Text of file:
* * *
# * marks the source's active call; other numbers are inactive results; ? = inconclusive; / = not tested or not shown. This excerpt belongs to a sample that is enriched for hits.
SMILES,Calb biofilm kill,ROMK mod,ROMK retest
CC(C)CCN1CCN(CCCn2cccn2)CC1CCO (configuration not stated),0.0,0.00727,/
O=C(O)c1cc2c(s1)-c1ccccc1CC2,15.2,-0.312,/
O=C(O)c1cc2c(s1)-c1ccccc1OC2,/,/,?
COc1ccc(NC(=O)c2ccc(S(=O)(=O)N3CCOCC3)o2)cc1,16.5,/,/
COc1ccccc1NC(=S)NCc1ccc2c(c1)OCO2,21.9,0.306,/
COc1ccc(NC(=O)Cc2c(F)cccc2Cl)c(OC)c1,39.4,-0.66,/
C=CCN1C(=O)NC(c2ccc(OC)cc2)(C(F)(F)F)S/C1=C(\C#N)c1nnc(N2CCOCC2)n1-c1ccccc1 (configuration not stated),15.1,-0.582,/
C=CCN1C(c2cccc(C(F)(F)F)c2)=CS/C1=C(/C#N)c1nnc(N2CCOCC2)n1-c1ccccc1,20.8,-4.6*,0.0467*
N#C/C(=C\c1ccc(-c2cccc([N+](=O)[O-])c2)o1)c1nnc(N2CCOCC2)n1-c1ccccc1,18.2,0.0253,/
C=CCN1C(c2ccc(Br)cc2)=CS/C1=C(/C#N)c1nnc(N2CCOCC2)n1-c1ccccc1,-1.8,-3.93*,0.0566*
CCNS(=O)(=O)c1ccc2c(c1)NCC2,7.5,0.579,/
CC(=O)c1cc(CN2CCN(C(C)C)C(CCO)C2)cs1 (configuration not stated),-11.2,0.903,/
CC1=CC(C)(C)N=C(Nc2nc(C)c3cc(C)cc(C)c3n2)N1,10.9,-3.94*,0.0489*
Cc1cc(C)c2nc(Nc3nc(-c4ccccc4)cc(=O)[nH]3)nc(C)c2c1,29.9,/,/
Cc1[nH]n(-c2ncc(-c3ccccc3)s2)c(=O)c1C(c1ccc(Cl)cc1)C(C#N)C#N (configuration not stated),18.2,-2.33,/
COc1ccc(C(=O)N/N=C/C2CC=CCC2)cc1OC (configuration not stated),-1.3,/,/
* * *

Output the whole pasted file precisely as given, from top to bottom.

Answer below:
# * marks the source's active call; other numbers are inactive results; ? = inconclusive; / = not tested or not shown. This excerpt belongs to a sample that is enriched for hits.
SMILES,Calb biofilm kill,ROMK mod,ROMK retest
CC(C)CCN1CCN(CCCn2cccn2)CC1CCO (configuration not stated),0.0,0.00727,/
O=C(O)c1cc2c(s1)-c1ccccc1CC2,15.2,-0.312,/
O=C(O)c1cc2c(s1)-c1ccccc1OC2,/,/,?
COc1ccc(NC(=O)c2ccc(S(=O)(=O)N3CCOCC3)o2)cc1,16.5,/,/
COc1ccccc1NC(=S)NCc1ccc2c(c1)OCO2,21.9,0.306,/
COc1ccc(NC(=O)Cc2c(F)cccc2Cl)c(OC)c1,39.4,-0.66,/
C=CCN1C(=O)NC(c2ccc(OC)cc2)(C(F)(F)F)S/C1=C(\C#N)c1nnc(N2CCOCC2)n1-c1ccccc1 (configuration not stated),15.1,-0.582,/
C=CCN1C(c2cccc(C(F)(F)F)c2)=CS/C1=C(/C#N)c1nnc(N2CCOCC2)n1-c1ccccc1,20.8,-4.6*,0.0467*
N#C/C(=C\c1ccc(-c2cccc([N+](=O)[O-])c2)o1)c1nnc(N2CCOCC2)n1-c1ccccc1,18.2,0.0253,/
C=CCN1C(c2ccc(Br)cc2)=CS/C1=C(/C#N)c1nnc(N2CCOCC2)n1-c1ccccc1,-1.8,-3.93*,0.0566*
CCNS(=O)(=O)c1ccc2c(c1)NCC2,7.5,0.579,/
CC(=O)c1cc(CN2CCN(C(C)C)C(CCO)C2)cs1 (configuration not stated),-11.2,0.903,/
CC1=CC(C)(C)N=C(Nc2nc(C)c3cc(C)cc(C)c3n2)N1,10.9,-3.94*,0.0489*
Cc1cc(C)c2nc(Nc3nc(-c4ccccc4)cc(=O)[nH]3)nc(C)c2c1,29.9,/,/
Cc1[nH]n(-c2ncc(-c3ccccc3)s2)c(=O)c1C(c1ccc(Cl)cc1)C(C#N)C#N (configuration not stated),18.2,-2.33,/
COc1ccc(C(=O)N/N=C/C2CC=CCC2)cc1OC (configuration not stated),-1.3,/,/